Putting Software Quality in Context


Applying generic quality management processes in software development won’t necessarily result in an optimal quality system for every application. As part of re-assessment of our current quality system, we discovered that domain-specific quality guidance could be a rich source of insights.

With our focus on patient care systems, we naturally looked to thought leaders in medicine. One of the key studies in healthcare systems quality was published by the Institute of Medicine in their 2001 report “Crossing the Quality Chasm: A New Health System for the 21st Century”.

The full text of the report is available here; IOM Quality Chasm Report.

IOM defines quality as “the degree to which health services for individuals and populations increase the likelihood of desired health outcomes and are consistent with current professional knowledge”. As software developers we can adapt this vision to guide the features and functions implemented in our software, as well as our development process.

IOM identifies the following six measures of quality:

1. Safe: Avoiding injuries to patients from the care that is intended to help them.

2. Effective: Providing services based on scientific knowledge to all who could benefit, and refraining from providing services to those not likely to benefit.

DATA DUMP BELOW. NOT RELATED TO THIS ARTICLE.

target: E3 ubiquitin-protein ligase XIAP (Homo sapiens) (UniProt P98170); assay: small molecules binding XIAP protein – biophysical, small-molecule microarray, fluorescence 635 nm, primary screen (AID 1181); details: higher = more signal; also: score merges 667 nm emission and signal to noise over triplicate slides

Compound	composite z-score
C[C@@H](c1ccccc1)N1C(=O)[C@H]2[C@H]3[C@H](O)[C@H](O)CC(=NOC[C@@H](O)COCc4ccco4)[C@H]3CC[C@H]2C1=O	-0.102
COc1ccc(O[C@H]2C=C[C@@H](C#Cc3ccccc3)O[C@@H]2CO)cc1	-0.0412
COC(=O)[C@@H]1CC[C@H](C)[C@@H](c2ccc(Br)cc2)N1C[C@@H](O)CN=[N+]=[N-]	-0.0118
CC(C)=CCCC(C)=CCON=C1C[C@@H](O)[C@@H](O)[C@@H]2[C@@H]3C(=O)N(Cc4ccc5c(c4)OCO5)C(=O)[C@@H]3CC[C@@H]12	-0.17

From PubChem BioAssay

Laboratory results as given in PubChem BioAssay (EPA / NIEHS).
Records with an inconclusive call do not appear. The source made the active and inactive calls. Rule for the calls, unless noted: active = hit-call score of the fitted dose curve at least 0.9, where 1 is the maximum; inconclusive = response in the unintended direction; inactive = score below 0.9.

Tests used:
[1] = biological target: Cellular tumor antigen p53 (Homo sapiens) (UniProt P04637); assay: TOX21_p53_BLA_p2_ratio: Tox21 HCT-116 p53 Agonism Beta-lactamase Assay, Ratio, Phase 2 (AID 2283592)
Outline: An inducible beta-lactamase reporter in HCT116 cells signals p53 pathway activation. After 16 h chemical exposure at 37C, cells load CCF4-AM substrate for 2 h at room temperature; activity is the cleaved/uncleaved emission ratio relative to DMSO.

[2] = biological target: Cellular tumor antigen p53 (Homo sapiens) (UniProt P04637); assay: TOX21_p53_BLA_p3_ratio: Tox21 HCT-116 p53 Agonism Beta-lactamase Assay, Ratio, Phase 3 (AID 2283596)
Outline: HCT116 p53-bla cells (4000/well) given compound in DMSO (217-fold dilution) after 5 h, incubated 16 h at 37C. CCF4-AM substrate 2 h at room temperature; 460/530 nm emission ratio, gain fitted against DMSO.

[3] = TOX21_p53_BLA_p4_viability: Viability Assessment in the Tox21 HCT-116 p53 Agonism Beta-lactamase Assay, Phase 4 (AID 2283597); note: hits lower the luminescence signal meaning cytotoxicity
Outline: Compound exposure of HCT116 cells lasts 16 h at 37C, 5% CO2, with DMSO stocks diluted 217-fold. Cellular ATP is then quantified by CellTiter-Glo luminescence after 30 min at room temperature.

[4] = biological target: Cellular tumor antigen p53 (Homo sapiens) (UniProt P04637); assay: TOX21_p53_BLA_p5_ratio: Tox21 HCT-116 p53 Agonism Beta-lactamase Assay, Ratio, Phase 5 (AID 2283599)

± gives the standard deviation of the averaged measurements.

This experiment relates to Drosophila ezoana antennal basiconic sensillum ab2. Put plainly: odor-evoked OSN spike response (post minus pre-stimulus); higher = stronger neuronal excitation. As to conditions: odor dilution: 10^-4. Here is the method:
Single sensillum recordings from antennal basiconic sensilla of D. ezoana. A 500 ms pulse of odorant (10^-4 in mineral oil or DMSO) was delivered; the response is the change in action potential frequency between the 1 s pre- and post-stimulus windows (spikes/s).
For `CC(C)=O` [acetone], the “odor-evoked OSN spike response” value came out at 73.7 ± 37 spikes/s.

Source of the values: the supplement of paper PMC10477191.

3. Patient-Centered: Providing care that is respectful of and responsive to individual patient preferences, needs, and values, and ensuring that patient values guide all clinical decisions.

4. Timely: Reducing waits and sometimes harmful delays for both those who receive and those who give care.

5. Efficient: Avoiding waste, including waste of equipment, supplies, ideas, and energy.

6. Equitable: Providing care that does not vary in quality because of personal characteristics such as gender, ethnicity, geographic location, and socioeconomic status.

During our review process, we added a seventh measure to this list:

7. Confidential: Respecting the privacy of patient health care information.

We can now evaluate our quality system processes, as well as our design and requirements management, using these additional domain-specific guideposts for quality. Similar approaches in other software development domains may be just as beneficial.



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